"oh my..." © meilin wong

LJ Idol 9, Week 9: Keep Calm and End This Meme

Does anybody else miss the days when Frank, the LJ mascot, was having a romance with Meme the Sheep? Okay, so in actuality, I barely even read those things and thought they were kinda dumb, so I guess what I miss is LJ's heyday, before it became this desert wasteland of ONTD and people who will never leave because they shelled out for permanent accounts. (And some other stragglers, I would say like me, but that's not accurate, because I almost never post. I just come here keep up with the holdouts on my f-list. And do LJ Idol.) Meme the Sheep is just a sort of silly symbol of the wider LJ community that the powers-that-were tried, however weakly, to foster.

I despise Facebook, and I can't hardly say anything in 140 words, much less 140 characters, so Twitter's out, and I'm on Pinterest, but I don't really get it.

I sort of use Google+ the way I used to use LJ: a place to blather about my day or something that's on my mind, in brief or at length, and at least my actual, real-life, people-I-actually-like-to-talk-to friends are on there and put up with my blathering. Though instead of memes and quizzes, my friends are more likely to post articles, or link to Cracked.com or TV Tropes. And since unlike That Other Site, I don't have any family members or professional peers in my circles, I can be candid, like I used to be here, where I am anonymous.

I miss the other friends. The online-only friends who I'm sure are on That Other Site, but it's not the same because people interact differently there.

And even LJ Idol, which when I first signed up, back in Season 8, isn't really about what LJ used to be about. When I write for Idol, I have to have some kind of point to make. I can't just blather on. I have to impress people. It's fun, and it's good practice, but it's not what I liked about LJ, even if my LJ usage was always sporadic, at best.

And even though Gary has been doing his absolute damnedest to make people feel guilty about leaving, I find I'm rather calm about it. I don't regret giving it another try, but this wasn't a good time for me to do it, and it's not getting any better. You'll see me around here and there in the Green Room, and depending on how early or late Gary rolls out Second Chance, maybe I'll see if I can give Idol more attention then, but for now, thanks for reading and commenting, and good luck!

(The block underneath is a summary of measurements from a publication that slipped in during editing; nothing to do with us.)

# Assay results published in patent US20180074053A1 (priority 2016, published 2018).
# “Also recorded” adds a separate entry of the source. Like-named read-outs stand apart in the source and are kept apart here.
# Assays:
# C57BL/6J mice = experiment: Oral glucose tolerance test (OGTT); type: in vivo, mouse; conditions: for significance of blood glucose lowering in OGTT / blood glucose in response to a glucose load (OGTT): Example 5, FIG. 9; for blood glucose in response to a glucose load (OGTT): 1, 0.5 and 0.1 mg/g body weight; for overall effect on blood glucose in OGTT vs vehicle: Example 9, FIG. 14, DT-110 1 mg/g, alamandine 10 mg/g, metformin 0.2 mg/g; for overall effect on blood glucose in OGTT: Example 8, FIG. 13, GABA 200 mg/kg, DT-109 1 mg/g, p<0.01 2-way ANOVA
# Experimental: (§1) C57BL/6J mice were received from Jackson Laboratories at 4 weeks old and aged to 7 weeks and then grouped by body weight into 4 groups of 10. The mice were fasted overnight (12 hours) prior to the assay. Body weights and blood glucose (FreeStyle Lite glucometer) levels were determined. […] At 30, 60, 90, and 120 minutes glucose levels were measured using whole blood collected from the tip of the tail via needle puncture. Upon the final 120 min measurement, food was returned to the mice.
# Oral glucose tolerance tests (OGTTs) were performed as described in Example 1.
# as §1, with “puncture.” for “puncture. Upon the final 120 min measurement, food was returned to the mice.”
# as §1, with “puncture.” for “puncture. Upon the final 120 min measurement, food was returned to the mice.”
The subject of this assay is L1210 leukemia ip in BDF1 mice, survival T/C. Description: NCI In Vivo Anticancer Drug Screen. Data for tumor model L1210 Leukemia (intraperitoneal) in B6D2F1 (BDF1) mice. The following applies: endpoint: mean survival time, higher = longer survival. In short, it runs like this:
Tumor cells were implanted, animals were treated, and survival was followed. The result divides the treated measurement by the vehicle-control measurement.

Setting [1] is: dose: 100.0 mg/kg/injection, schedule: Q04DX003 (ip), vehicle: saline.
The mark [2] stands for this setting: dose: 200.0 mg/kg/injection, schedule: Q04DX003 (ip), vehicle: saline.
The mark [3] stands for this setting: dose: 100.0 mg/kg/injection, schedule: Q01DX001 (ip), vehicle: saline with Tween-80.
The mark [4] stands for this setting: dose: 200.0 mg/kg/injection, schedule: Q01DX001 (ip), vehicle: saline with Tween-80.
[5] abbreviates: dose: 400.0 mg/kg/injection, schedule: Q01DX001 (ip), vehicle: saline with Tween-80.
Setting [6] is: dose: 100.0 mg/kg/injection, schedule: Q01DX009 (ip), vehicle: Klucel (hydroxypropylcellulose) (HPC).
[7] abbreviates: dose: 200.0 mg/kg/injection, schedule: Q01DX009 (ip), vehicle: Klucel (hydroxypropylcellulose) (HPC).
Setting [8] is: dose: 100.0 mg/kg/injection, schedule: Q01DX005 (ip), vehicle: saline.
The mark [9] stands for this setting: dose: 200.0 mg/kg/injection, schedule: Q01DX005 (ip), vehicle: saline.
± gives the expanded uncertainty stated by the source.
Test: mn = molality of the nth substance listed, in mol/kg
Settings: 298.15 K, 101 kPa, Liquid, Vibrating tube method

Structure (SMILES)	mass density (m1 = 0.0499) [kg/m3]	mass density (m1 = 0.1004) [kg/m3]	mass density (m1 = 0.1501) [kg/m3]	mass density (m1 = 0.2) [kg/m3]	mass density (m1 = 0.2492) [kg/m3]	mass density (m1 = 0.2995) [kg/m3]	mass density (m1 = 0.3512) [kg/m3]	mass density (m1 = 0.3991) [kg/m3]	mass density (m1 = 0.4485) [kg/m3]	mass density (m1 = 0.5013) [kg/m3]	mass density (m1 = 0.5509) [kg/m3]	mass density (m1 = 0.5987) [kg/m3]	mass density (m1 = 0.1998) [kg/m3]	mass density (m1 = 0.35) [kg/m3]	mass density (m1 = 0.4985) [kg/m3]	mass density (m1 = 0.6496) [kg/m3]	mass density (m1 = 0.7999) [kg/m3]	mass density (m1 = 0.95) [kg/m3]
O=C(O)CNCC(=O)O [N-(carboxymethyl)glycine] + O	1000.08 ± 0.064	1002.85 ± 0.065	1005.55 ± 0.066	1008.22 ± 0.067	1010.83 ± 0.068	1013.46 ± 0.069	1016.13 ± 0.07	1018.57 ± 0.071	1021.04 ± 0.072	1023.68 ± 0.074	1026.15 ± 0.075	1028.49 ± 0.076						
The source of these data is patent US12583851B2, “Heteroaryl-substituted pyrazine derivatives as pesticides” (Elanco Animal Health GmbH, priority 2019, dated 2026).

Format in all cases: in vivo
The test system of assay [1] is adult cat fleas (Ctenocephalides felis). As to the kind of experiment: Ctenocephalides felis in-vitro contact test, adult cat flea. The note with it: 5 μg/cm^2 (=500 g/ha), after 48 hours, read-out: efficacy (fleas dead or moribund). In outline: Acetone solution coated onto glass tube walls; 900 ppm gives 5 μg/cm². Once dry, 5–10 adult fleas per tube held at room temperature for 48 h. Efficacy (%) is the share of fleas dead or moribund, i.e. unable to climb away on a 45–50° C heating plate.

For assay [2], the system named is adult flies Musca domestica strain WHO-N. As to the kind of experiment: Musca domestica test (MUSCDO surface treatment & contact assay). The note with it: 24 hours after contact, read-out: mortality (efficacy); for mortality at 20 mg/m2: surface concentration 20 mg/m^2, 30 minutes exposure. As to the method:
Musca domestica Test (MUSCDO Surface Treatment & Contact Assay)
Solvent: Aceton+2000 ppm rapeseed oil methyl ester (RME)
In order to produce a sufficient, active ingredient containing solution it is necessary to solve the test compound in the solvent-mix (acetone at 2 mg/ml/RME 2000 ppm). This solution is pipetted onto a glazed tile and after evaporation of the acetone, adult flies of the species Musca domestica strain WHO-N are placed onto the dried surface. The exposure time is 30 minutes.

"oh my..." © meilin wong

LJ Idol 9, Week 7: No True Scotsman

“And you call yourself a geek.”

Yes, as a matter of fact, I do, and I don’t need your permission to do so, no matter how many movie quotes I fail to recognize, or what my geek number is (pretty low, actually).

The thing is, no one can tell you what you are or aren’t.

For years, I didn’t consider myself a gamer, even though I spent a significant amount of my free time playing computer games. But I wasn’t a gamer the way my brother was a gamer; I played a combination of casual games and more “hardcore” games, and never played the newest games, because my computer was always too outdated for them (still is). I’ve always been more than a casual gamer, but less than a hardcore gamer, and I didn’t/don’t have a good name for what kind of gamer I was, so I didn’t make it part of my identity. Then I had a friend in college who found out I liked computer/video games, and insisted that I was, in fact, a gamer. I immediately resisted the label (labels are dumb, anyway), explaining all the above reasons ad nauseum, but he didn’t care.

I now occasionally call myself a gamer, but I still don’t really think of myself as a gamer. Gaming is an important part of my geek identity, but it’s not an identity I claim in its own right; it’s more like a convenient shorthand (which is really what a lot of labels boil down to in the end, isn’t it?). But what’s crucial here is not whether I meet some sort of gamer qualification, or whether merely playing games, of any type, regularly as a hobby makes me a gamer, it’s whether I choose that identity for myself. My college friend couldn’t force it on me, however hard he tried, though he did make me think more about how and why I choose my identities, and that's a valuable thing.